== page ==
“When mustard crackles in hot oil it releases its healing properties. That’s why tempering with spices like mustard, cumin, fenugreek seeds and adding turmeric is commonly used in Indian food. It is common to almost all recipes in Ayurveda,” says Gita Ramesh, author and entrepreneur. Her book, The Ayurvedic Wellness Cookbook: Recipes for Balance and Rejuvenation, won the best in the world Gourmand World Cookbook Award 2023 at UMEA Food in Sweden recently(July3). It was recognised in two categories —Vegetarian and Diet.
The Joint Managing Director of Delhi-based Kairali Ayurvedic Group, Gita did her Bachelor’s in Alternative System of Medicine and Master’s in Biochemistry. She has previously authored two books — The Ayurvedic Herbal Massage: with an easy to do self massage programme (1999), and The Ayurvedic Cookbook, Get fit in just two weeks (2013) — which were translated to various other languages, including Dutch.
Edited excerpts from an interview:
The book offers a wide range of options in vegetarian cooking. Tell us about that.
The book, as the title says, is about how to live healthy and to eat healthy. No overeating and always eating on time. It tells readers not only how to cook Ayurveda recipes but also how much to eat, and at what time to eat. There are recipes for people with each body type and for different lifestyle processes like rejuvenation, detoxification and panchakarma or internal cleansing. There are chapters on basic ingredients, cooking, substitutes for fizzy drinks and for beverages like tea and coffee. There are recipes of medicinal porridge with njavara rice(medicinal red rice) and different kinds of millets and chutneys. Actually it was with my second book that I wanted the the world to know that vegetarian food is delicious and healthy and one can make fantastic dishes using vegetarian ingredients.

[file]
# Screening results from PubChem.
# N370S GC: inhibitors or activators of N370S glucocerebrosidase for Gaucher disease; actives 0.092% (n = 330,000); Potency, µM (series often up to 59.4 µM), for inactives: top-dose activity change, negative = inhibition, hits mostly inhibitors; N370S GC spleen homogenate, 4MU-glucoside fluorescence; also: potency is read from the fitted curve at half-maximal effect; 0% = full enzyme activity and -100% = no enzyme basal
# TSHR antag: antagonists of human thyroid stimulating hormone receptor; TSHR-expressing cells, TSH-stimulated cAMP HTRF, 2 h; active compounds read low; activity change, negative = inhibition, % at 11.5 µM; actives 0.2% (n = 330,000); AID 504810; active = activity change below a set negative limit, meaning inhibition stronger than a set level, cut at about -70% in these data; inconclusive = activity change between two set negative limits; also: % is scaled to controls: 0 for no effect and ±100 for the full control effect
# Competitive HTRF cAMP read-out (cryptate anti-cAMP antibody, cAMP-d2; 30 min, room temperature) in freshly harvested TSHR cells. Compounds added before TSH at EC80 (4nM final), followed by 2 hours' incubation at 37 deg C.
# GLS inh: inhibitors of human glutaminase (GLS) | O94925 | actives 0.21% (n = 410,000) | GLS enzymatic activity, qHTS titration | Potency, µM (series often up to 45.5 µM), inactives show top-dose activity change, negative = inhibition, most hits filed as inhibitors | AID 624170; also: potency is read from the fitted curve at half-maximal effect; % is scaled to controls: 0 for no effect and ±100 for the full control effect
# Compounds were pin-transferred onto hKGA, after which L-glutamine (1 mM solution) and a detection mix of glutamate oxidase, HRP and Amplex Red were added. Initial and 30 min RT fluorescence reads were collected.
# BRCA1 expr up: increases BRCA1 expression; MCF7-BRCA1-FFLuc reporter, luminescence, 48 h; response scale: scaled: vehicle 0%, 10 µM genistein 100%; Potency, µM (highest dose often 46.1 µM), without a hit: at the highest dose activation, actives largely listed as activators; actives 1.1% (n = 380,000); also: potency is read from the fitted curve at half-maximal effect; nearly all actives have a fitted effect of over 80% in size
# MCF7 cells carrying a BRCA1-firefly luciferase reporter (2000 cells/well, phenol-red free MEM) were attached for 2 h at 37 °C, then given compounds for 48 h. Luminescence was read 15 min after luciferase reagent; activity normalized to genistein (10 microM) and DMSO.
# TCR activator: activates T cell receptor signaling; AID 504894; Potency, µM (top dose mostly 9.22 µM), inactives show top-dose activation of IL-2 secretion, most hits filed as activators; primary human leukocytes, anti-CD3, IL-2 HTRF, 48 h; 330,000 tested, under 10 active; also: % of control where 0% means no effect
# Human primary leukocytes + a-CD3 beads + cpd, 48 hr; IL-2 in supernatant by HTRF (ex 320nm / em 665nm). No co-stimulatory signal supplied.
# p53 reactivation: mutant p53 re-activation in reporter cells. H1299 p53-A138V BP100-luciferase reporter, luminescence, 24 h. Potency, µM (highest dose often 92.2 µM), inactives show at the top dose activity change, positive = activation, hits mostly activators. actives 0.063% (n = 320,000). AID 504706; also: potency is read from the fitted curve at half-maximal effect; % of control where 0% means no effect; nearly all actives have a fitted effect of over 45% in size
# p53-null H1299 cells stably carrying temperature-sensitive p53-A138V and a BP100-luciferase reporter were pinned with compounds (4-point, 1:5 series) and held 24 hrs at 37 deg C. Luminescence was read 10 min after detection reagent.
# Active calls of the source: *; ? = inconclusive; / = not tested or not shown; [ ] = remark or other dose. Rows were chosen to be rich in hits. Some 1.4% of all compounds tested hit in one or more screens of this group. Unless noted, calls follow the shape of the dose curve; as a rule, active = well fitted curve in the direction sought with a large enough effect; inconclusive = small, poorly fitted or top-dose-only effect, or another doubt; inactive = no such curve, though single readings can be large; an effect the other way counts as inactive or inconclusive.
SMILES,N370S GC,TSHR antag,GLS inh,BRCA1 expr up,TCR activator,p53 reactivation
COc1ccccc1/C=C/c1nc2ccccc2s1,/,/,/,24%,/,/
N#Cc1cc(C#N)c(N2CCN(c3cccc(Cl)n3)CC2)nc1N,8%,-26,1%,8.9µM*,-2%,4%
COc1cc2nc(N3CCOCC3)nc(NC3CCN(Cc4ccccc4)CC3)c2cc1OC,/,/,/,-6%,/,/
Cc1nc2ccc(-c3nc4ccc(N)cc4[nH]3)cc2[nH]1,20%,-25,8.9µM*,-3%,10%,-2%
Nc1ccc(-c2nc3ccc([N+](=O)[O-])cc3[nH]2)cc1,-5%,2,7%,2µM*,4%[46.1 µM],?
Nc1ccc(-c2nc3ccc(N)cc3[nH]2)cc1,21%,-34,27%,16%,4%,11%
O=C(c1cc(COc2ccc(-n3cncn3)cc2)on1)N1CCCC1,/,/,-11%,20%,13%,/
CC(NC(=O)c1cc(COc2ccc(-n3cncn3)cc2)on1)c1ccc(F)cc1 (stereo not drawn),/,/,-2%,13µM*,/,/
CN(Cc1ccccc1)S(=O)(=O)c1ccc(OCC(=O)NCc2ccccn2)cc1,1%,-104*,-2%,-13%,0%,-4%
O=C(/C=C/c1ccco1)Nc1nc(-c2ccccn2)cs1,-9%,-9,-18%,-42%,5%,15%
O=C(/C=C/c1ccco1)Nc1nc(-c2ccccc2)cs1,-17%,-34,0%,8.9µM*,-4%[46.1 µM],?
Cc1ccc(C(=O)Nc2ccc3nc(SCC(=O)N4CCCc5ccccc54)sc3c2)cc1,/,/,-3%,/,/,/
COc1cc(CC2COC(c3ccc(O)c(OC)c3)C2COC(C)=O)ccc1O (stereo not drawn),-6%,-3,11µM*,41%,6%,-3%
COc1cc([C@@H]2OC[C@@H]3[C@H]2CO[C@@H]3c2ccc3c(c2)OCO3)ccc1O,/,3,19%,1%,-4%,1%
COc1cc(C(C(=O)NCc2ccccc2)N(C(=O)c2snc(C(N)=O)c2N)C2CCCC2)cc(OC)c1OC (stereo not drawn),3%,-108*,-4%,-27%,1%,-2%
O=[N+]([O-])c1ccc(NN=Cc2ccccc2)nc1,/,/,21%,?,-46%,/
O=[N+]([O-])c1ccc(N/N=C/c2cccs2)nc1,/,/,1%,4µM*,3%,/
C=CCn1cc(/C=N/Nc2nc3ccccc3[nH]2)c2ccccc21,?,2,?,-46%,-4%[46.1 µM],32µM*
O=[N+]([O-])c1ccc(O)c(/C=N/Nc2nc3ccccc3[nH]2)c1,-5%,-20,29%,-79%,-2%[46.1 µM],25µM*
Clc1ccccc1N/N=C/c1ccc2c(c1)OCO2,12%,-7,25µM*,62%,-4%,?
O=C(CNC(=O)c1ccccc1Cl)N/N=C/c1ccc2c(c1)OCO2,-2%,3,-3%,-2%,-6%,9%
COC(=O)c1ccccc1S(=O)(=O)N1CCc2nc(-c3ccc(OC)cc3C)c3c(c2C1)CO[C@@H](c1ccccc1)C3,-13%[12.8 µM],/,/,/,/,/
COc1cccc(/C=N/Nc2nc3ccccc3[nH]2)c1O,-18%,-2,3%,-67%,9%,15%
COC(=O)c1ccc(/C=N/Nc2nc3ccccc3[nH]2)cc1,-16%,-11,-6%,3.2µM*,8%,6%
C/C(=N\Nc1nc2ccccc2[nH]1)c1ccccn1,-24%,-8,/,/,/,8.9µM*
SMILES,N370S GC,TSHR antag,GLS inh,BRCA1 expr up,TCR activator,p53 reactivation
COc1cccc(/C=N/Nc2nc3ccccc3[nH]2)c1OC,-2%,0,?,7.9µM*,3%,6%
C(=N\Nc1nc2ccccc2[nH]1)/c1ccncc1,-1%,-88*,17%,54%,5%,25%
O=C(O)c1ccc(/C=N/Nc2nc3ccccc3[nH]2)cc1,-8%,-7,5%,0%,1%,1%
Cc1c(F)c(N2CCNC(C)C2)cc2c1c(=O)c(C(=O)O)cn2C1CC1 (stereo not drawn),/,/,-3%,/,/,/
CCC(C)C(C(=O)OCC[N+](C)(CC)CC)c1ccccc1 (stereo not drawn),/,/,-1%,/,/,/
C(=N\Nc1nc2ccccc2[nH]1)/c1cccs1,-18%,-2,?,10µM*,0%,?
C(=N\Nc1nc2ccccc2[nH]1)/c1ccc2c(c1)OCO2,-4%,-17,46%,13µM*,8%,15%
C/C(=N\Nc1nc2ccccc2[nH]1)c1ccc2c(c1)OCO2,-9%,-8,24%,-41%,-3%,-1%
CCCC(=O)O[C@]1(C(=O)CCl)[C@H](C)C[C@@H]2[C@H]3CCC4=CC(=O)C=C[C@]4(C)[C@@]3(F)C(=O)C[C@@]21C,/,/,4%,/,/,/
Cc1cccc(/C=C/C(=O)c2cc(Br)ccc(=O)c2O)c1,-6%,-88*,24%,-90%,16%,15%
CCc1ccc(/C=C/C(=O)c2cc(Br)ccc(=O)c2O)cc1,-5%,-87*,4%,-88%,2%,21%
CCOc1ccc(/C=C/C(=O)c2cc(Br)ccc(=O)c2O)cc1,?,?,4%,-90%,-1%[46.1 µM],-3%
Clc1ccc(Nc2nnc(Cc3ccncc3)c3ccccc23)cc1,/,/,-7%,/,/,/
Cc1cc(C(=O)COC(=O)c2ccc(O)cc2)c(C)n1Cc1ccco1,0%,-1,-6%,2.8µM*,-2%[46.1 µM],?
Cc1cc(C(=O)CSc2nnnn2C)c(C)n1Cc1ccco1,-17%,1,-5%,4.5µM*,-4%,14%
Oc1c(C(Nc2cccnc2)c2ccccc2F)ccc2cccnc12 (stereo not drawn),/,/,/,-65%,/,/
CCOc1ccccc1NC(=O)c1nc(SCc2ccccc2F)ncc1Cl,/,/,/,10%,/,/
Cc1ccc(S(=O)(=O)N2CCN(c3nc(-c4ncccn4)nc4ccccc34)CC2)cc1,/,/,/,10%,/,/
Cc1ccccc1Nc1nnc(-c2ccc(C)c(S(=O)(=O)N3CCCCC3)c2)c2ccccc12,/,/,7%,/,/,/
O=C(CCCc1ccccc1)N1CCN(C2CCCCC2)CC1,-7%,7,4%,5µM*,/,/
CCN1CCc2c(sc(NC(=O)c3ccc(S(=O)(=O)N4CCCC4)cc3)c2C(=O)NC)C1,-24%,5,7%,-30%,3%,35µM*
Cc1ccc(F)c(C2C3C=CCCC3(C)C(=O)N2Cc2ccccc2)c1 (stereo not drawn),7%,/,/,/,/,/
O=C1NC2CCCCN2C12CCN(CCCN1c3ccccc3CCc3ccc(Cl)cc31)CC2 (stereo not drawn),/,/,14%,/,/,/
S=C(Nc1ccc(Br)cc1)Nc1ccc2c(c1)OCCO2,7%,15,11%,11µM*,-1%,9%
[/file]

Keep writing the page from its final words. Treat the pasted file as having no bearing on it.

This recognition is indicative of a changing attitude towards vegetarian food.
When you say how much to eat and at what time. What do you mean?
In Ayurveda, one does not count calories, instead we commit to a philosophy and a way of life. Ayurveda proposes that eating be a mindful, meditative experience, by making a shift to a way of slow eating, using freshly sourced, seasonal ingredients. . Ayurvedic diet is different for each body type. Dinacharaya or daily routine is an important part of Ayurvedic lifestyle. There’s a routine to follow at wake up hour, early morning cleansing and there’s not only a time to eat, but also the quantity to consume. Moderation of ingredients is vital to the science as it does not put a taboo on any ingredient. Even sugar is permitted in the form of jaggery, especially one sourced from coconut palm. Desserts can be prepared with that.
Plant-based food is naturally detoxifying.
How did you start writing books on Ayurveda?
When we first established the Kairali Ayurvedic Centre in New Delhi in 1989, Kerala Ayurveda was not known in these parts, the way it is now. We wanted to promote it internationally and hence had to create tools to explain to people what we were all about. So I began writing about Ayurveda — its rituals, massages and treatments. The first book was all about the therapy we were bringing to the people. The second book was on Ayurvedic food and this is on food for wellness, panchakarma or the detoxification process of the body and was written during the lockdown.
Tell us about the Oushadha Kanji or medicinal porridge of which you have shared several versions.
There are various versions of the OushadhaKanji and it is consumed regularly during Karkidakam or the rainy months. One can change the herbs and spices to once’s choice. Like I have used various peppers like black pepper, and long pepper (Thippili). If you don’t like the kanji so spicy you could remove the black pepper, and the green chili. There is the uluva kanji (rice porridge with fenugreek), the yamam kanji (barley porridge), thinna kanji (foxtail millet porridge), chowari pachakari kanji (sago porridge with fresh vegetables), broken rice porridge with dried ginger and the common oushadha porridge made with red rice and mixed with herbs and spices. For consumers who don’t know much about cooking and would find this a little laborious to make this, there are ready made products in the market. All you have to do is use the right quantity of water and cook for the period required.